We have seen the need for interoperability evolve in recent years, beyond the traditional relationship between a hardware device and software client from different vendors. When it came to the dynamic video analytics market, it was apparent that a new profile was necessary to standardize the communication of metadata and events between analytics-capable services and devices like IP cameras, as well as clients like visitor management systems and server- or cloud-based services. Profile M, released in June 2021, does just that; expands pathways for the use of metadata and event handling into other systems such as access control, cloud services and IoT platforms.
Perhaps nowhere is this need more acute today than in the safe city environment. Most cities have hundreds of cameras across their landscapes, and it can prove to be a challenge to achieve interoperability, particularly with video management systems, video recording devices and cameras. The most common scenario is that municipalities have several different management systems for city operations that were created by different manufacturers, each with proprietary interfaces for integration. In order to connect its different systems together, cities often end up with more of a patchwork approach to systems integration, for which the continuing costs of maintaining that connectivity between systems becomes prohibitively expensive. This is where the need for robust and well-defined standards comes into play, particularly for video surveillance, which is most commonly at the heart of safe city deployments. Standards, such as those from ONVIF, provide the common link between disparate components of safe city systems. Designed specifically to overcome the challenges in multi-vendor environments, ONVIF’s common interfaces facilitate communication between technologies from different manufacturers and foster an interoperable system environment where system components can be used interchangeably, provided they conform to the ONVIF specification.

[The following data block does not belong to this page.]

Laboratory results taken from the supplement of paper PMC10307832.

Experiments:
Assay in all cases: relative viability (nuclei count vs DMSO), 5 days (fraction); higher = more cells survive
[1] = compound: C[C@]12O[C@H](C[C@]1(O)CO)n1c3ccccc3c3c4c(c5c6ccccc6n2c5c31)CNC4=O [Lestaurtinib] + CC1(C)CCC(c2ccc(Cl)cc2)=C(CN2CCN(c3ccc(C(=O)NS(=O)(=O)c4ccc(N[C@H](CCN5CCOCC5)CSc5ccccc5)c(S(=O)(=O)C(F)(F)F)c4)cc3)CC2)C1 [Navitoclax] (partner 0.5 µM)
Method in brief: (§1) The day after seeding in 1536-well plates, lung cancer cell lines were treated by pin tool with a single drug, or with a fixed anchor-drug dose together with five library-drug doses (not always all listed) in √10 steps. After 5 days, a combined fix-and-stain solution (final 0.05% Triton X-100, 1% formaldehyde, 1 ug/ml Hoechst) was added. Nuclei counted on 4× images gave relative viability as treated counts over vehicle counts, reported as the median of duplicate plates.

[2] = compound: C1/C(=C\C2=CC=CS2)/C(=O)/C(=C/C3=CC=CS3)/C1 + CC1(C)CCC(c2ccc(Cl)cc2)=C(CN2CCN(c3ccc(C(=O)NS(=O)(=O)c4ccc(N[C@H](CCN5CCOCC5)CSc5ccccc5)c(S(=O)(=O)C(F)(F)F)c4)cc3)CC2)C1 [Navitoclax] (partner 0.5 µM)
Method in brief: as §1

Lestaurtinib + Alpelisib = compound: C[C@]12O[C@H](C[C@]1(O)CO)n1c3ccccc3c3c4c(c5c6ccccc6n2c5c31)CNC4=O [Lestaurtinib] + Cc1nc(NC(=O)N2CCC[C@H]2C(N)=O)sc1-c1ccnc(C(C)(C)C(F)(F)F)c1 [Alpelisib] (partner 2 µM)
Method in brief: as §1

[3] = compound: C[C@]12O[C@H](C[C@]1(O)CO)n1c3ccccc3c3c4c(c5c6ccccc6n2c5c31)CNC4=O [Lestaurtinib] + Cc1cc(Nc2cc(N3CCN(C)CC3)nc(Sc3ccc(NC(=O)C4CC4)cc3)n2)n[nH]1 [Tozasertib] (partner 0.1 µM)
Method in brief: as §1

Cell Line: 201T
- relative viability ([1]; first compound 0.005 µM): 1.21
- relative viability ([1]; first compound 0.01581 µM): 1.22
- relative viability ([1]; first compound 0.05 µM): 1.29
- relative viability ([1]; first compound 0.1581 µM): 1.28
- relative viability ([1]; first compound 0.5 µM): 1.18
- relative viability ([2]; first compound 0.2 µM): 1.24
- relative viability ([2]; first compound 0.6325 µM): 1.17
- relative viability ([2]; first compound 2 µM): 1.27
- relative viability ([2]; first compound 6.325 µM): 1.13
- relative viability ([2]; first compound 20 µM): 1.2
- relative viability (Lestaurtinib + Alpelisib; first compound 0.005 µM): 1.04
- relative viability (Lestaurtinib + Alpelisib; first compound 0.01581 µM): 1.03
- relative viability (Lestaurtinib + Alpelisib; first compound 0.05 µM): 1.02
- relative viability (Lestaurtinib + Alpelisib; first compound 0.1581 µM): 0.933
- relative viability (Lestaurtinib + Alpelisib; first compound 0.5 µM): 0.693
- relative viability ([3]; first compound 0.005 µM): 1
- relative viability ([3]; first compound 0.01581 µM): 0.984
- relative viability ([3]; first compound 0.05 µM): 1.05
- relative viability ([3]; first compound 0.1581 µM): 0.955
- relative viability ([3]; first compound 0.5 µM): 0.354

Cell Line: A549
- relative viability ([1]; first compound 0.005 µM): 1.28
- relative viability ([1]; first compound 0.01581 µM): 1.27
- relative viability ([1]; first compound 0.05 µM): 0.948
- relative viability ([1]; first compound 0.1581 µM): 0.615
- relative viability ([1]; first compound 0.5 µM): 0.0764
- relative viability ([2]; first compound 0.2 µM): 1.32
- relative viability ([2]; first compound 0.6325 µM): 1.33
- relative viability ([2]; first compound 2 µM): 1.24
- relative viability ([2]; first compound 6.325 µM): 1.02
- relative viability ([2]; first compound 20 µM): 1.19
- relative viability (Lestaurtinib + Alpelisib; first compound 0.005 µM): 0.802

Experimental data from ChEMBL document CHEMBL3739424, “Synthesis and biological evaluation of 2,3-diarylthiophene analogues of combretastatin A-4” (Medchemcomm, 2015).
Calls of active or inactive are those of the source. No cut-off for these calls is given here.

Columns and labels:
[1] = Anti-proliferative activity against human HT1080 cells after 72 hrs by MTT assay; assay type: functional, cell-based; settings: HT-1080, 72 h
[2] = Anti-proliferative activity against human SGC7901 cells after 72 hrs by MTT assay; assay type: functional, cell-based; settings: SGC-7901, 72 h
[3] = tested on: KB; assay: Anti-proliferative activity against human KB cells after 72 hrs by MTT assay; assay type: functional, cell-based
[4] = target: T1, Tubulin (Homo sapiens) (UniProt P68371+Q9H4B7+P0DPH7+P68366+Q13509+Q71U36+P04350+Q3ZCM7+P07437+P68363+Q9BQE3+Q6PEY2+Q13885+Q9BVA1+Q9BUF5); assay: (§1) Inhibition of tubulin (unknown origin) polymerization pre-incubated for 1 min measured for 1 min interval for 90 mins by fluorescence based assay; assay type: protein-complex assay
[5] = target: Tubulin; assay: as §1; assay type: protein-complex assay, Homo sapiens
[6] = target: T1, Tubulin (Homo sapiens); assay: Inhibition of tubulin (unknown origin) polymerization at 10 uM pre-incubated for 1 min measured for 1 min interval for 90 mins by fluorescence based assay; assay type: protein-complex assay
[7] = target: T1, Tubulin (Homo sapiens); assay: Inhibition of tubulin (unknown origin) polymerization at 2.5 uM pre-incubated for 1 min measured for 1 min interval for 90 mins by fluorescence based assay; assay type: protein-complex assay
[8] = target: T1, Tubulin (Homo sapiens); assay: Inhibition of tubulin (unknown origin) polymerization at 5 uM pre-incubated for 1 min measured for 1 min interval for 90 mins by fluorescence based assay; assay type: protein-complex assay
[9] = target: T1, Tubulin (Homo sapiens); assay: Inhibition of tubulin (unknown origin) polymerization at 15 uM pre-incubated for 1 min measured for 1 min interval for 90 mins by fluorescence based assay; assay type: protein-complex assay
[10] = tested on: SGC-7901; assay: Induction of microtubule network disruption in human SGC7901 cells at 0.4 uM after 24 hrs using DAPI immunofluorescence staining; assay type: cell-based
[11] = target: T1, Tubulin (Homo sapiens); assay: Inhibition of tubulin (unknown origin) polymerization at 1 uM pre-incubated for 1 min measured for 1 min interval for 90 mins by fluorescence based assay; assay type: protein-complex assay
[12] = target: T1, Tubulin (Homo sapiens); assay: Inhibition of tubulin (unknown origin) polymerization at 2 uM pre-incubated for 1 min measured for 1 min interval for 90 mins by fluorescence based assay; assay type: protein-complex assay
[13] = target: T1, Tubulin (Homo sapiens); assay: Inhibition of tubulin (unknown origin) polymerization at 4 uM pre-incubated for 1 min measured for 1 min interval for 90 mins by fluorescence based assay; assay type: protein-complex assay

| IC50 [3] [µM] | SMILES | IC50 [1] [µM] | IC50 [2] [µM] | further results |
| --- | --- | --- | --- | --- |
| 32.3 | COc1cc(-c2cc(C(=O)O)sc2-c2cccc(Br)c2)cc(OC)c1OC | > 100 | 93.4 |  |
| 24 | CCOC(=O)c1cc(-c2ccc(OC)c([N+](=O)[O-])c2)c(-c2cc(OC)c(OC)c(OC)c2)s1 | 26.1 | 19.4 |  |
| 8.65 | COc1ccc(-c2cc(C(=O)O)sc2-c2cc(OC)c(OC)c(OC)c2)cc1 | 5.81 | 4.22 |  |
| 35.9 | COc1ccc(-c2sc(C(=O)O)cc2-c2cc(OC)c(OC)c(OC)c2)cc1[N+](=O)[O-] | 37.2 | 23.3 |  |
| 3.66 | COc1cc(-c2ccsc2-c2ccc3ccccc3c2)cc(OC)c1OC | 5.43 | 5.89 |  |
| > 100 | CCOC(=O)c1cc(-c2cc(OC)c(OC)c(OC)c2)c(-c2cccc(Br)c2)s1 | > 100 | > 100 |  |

The capabilities of Profile M take this system component / software client interoperability to a much deeper level. As cities and municipalities begin to integrate video analytics into their surveillance systems, proprietary approaches to analytics can limit this interoperability. This becomes more important as the ability to easily share metadata will determine the level of intelligence that cities are able to extract from their video data. The possibilities become even more rich when combined with technologies such as Artificial Intelligence and cloud computing, allowing the video metadata to be correlated with other systems to help further automate video monitoring, reduce false alarms and find operational patterns and areas of improvement in traffic patterns, people and pedestrian flow, and countless other areas.
The push towards smarter, safer cities will continue to grow – as will the need for greater interoperability as municipalities seek to deploy new solutions to meet new challenges. With Profile M, cities can leverage the individual capabilities of many different standalone but interoperable solutions to create a solution that meets their own unique needs.
Learn more about Profile M here.